| 07.02,19. 09:35 AM |
Parking fines issued by the hundreds on residential streets by NSW Police forces backflip
Photo: Residents claimed they were unfairly nabbed for parking outside their homes. (Supplied: Liesl Tesch)
A backflip by New South Wales Police has seen hundreds of parking fines withdrawn on the Central Coast.
The reversal follows an outcry by hundreds of angry locals from Woy Woy and Umina who claimed they were unfairly penalised for parking outside their own homes.
It is understood about a dozen streets on the Peninsula were targeted in the blitz by a lone police highway patrol officer on January 21.
Locals defended their actions, arguing many of the residential streets in the area were narrow, with no kerb or guttering, which left little safe parking space for vehicles.
Hundreds of penalty notices were issued to those who parked on footpaths in built-up areas.
But residents argued there was nowhere else to park.
So incensed, they took the fight to their State Member for Gosford Liesl Tesch.
Ms Tesch said her office was inundated by more than 200 complaints about the $263 fines in less than 48 hours.
She vowed to challenge the hefty penalties on behalf of her constituents, describing them as "unfair".
The MP contacted both the Police and Finance Ministers over the matter, and called for the fines to be waived.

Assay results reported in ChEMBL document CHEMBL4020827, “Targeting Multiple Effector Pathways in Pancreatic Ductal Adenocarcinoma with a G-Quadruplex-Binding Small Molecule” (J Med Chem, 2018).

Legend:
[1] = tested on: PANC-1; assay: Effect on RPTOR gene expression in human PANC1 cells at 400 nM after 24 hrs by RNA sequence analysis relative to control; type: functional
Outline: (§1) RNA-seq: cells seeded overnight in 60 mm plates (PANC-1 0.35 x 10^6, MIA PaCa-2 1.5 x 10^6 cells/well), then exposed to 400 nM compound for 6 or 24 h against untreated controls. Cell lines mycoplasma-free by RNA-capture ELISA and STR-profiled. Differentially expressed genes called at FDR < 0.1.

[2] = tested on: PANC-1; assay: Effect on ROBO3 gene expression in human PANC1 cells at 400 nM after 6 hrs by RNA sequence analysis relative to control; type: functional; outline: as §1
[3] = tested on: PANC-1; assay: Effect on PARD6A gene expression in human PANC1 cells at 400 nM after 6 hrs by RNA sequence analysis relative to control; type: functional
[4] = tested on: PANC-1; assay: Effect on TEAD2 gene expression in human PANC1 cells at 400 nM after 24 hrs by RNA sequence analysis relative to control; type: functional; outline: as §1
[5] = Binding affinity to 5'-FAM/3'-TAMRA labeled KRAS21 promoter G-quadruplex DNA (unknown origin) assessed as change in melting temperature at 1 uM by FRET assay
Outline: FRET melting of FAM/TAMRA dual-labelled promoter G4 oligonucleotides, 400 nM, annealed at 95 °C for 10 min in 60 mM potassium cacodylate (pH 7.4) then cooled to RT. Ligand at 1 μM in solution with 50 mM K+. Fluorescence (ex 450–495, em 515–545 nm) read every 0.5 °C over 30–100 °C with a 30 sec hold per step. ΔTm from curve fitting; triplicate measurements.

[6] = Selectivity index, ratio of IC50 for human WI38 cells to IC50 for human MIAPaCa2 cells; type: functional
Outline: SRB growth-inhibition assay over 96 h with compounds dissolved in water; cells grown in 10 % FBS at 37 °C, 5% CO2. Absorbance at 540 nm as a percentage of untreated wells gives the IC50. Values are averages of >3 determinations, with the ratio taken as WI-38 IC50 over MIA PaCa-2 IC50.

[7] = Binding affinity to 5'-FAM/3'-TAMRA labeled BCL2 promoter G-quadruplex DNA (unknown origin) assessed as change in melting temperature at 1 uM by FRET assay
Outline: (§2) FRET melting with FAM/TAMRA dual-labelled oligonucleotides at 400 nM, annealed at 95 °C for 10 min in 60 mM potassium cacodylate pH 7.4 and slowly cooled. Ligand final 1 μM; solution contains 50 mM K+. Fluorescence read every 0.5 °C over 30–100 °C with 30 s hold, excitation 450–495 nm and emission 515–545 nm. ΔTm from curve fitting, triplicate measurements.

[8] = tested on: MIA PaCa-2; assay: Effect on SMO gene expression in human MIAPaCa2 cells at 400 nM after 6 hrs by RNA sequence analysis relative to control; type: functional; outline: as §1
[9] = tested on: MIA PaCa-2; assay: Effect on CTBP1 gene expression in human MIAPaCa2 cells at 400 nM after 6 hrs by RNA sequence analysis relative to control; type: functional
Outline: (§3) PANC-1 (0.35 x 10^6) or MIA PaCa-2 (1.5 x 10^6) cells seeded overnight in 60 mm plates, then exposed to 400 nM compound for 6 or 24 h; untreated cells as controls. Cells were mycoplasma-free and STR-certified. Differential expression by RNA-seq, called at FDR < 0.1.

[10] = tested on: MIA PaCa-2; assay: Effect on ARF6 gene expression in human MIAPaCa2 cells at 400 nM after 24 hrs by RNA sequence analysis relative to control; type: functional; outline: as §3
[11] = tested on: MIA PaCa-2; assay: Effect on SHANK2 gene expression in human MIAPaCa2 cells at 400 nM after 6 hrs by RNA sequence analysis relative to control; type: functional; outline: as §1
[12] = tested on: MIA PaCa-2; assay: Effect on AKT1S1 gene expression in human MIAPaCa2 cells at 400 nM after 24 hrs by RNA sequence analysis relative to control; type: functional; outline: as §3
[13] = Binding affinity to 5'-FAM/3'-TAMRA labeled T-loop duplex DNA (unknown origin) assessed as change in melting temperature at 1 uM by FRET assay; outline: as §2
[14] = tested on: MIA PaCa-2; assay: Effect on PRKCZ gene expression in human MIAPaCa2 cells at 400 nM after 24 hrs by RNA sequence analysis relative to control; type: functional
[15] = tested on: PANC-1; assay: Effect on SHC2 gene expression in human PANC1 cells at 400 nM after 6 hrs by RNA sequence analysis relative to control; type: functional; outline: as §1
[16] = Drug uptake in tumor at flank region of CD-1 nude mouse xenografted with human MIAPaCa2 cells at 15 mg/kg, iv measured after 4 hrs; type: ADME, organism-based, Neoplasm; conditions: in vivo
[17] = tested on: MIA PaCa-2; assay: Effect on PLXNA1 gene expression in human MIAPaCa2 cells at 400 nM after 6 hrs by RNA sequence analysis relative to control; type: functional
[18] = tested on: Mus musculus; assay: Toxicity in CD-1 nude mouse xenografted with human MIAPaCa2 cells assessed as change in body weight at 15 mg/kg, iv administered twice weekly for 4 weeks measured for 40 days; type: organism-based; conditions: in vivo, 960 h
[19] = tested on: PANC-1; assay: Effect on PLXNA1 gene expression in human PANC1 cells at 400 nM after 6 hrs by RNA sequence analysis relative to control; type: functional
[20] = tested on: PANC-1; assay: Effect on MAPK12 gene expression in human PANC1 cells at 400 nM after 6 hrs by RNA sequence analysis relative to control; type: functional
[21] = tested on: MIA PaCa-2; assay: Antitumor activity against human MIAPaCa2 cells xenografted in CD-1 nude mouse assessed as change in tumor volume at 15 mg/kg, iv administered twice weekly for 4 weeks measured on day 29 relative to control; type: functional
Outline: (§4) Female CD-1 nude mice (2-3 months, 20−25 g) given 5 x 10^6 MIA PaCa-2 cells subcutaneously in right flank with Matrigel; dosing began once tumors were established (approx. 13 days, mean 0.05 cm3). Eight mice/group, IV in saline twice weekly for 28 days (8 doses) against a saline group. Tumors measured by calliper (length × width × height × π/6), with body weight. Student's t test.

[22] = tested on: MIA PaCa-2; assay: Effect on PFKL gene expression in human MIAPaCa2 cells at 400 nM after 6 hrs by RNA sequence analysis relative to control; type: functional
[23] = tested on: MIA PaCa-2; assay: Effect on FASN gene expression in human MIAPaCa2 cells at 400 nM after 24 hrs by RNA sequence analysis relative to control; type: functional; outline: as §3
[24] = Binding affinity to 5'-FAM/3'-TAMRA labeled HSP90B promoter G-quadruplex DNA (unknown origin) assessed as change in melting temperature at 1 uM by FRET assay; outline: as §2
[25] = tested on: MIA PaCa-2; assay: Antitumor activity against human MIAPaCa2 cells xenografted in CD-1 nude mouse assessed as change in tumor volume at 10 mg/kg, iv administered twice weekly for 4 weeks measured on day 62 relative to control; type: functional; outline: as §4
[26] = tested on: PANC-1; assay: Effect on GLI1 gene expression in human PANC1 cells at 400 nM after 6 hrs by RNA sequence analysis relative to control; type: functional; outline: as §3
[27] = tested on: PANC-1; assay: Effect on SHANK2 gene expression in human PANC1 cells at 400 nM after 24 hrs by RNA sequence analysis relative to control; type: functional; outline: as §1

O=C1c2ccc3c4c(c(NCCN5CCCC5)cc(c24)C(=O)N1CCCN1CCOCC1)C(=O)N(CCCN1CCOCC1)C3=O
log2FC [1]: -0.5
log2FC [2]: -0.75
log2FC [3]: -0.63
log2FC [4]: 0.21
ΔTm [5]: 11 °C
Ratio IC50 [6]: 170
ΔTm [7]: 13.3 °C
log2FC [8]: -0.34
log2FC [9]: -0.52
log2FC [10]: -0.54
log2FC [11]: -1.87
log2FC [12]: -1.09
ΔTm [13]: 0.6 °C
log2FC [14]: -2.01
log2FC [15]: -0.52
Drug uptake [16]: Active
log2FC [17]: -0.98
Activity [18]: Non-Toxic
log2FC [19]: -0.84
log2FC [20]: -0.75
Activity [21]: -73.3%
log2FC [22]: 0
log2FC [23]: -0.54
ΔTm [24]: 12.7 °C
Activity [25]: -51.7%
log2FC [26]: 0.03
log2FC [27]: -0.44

In a statement, NSW Police confirmed on Wednesday that all the fines would be withdrawn.
"The NSW Police Force acknowledges the issuing of fines for parking-related offences on the Central Coast in recent weeks is not in the public interest," the statement said.
"Whilst various offences have been committed, the NSW Police Force has identified road engineering concerns and will work with council and local stakeholders to find a solution.
"Local police and traffic and highway patrol officers will exercise discretion whilst a design solution is considered."
Other residents who received fines on December 28 and 31 around Saratoga and West Gosford will also not be required to pay up.
'Common sense prevails'
Woy Woy resident Iain Russell said it was a victory for common sense.
"They've realised the fines were excessive and over the top and it was probably done the wrong way," he said.
"I think what people are asking themselves is why were the fines issued in the first place in such a way?" Mr Russell said.
"What are the laws and where can we park?
"And can we be sure we're not going to get another fine in the future?
"Politicians and the lawmakers have understood that they've crossed a line and that people are very upset."
Local police have copped flak from furious residents over the fines.
But Iain Russell has defended them.
"On the day I got the fine I went down to the local police station and the local coppers were desperately upset that someone from out of the area had gone and done this and started to propagate this mistrust of the police force," Mr Russell said.
"The local cops, who do a terrific job, were upset and they really didn't know what to say or do.
"They were actually apologetic.
"We have to be careful we don't take it out on the wrong people."
Despite the parking furore, Mr Russell and his neighbours have vowed against changing their parking habits.
"I could walk out onto my street now and there would literally be hundreds of people parked considerately and away from the road but technically they could be breaking the law," he said.
"I think people have seen this as hopefully a one-off anomaly, and hopefully common sense will prevail.
"[But] I would absolutely say it's a win for people power."
But he warned questions still needed to be answered.